CITY HALL — The number of drivers and passengers killed in car crashes in Chicago jumped 79 percent this year, according to data presented to the Mayor's Pedestrian Advisory Commission by Chicago Transportation Commissioner Rebekah Scheinfeld.
Twenty-five people have died in cars as the result of crashes since Jan. 1, as compared with 14 in the same period in 2016, Scheinfeld said.
A car and CTA bus crash left four people dead Sunday morning on the Near West Side, police said.
The spike "underscores the importance of working to address these issues," Scheinfeld said Wednesday at the advisory commission meeting.
Fourteen pedestrians were killed between Jan. 1 and April 30, two deaths fewer than in 2016, Scheinfeld said.
Despite the decrease, the number of pedestrians killed by cars is "still unacceptable," Scheinfeld said.
Since 2011, the number of pedestrian fatalities has risen 8 percent, which mirrors a nationwide trend, Scheinfeld said.
Scheinfeld has pledged that city officials will step up their efforts to achieve the city's goal of eliminating death and serious injuries from traffic crashes by 2026 as part of the mayor's Vision Zero campaign.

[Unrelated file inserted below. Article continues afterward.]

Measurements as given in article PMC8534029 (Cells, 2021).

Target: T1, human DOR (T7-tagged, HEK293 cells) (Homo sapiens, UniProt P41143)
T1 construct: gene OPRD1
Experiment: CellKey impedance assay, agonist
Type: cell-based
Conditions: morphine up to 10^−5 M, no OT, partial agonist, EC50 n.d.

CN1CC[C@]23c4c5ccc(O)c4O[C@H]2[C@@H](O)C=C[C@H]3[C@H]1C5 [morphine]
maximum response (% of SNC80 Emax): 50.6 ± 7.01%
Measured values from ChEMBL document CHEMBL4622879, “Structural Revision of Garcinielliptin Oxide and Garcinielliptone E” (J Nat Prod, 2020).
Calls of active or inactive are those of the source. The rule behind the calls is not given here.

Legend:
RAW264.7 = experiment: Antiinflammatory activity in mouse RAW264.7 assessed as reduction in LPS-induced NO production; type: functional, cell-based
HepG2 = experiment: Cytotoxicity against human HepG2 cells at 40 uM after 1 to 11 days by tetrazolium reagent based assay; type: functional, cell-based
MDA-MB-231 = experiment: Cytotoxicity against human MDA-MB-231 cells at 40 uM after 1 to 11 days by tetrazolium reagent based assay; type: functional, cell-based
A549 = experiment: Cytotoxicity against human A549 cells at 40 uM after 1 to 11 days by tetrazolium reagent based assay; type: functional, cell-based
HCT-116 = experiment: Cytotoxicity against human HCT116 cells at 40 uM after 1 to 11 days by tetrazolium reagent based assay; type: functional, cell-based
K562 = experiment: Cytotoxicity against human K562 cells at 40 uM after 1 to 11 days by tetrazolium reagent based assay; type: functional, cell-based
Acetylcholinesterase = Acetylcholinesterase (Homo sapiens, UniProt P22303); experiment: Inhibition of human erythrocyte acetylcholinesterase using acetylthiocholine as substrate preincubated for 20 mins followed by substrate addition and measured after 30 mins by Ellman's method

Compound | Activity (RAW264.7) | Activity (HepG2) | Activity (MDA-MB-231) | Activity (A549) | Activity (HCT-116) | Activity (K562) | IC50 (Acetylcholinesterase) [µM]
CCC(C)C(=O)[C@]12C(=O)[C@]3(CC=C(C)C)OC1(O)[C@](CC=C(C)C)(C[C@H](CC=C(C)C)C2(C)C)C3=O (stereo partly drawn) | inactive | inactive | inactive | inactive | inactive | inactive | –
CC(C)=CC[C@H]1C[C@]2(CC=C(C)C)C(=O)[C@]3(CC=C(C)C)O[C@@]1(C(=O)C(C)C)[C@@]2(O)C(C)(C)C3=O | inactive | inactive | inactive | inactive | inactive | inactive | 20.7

With a $185,000 grant from Road to Zero Coalition, which includes several federal agencies, the Vision Zero effort will launch in Austin, Lawndale, Garfield Park and the Near West Side.
From 2010-14, 915 people were killed in crashes in those areas, according to data from the Chicago Department of Transportation.
People in those neighborhoods — which the U.S. Census found has a high level of economic hardship — are much more likely to be injured or killed in car crashes, according to city data.
"This is where we are going to start," Deputy Department of Transportation Commissioner Luann Hamilton said.
Four community organizers will be hired to develop an action plan based on the pattern of traffic crashes and in consultation with local groups and residents. The plan is expected to include an education plan and could propose street redesigns to make areas safer, Hamilton said.
In addition, the streets around 10 schools are set to be improved this summer and fall with pedestrian refuge islands, new sidewalks, walk countdown timers, speed feedback signs, bicycle racks, speed humps, raised crosswalks and new signs, city traffic engineers said.
Those 10 schools are:
• Amundsen High School in Lincoln Square
• Roosevelt High School in Albany Park
• Lane Tech High School in North Center
• Clemente High School in Humboldt Park
• Faraday Elementary School in East Garfield Park
• Marshall High School in East Garfield Park
• St. Agatha Catholic Academy in North Lawndale
• Kanoon Elementary School in Little Village
• Kelly High School in Brighton Park
• Harlan High School in Roseland